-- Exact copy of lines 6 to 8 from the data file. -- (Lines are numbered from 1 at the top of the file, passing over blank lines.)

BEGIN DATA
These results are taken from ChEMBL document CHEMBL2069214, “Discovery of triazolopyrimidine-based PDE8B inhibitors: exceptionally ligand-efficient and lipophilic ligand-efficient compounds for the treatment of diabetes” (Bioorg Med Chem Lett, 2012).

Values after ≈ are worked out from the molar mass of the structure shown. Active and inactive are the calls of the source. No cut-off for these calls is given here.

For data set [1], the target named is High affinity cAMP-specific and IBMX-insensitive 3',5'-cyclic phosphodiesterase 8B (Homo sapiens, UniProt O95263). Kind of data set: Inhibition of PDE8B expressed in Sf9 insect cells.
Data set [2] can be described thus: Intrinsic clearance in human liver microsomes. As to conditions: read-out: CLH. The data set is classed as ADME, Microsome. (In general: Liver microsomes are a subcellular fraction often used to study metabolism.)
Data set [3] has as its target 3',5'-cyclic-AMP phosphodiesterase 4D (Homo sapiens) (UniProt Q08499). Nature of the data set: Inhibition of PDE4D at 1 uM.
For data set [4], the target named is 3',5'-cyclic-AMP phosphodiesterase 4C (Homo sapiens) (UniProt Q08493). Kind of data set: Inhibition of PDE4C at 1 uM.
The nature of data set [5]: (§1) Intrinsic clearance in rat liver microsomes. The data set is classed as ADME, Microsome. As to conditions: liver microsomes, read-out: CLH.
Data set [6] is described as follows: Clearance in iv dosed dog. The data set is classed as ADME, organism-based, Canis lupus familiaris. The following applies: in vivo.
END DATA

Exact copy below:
For data set [4], the target named is 3',5'-cyclic-AMP phosphodiesterase 4C (Homo sapiens) (UniProt Q08493). Kind of data set: Inhibition of PDE4C at 1 uM.
The nature of data set [5]: (§1) Intrinsic clearance in rat liver microsomes. The data set is classed as ADME, Microsome. As to conditions: liver microsomes, read-out: CLH.
Data set [6] is described as follows: Clearance in iv dosed dog. The data set is classed as ADME, organism-based, Canis lupus familiaris. The following applies: in vivo.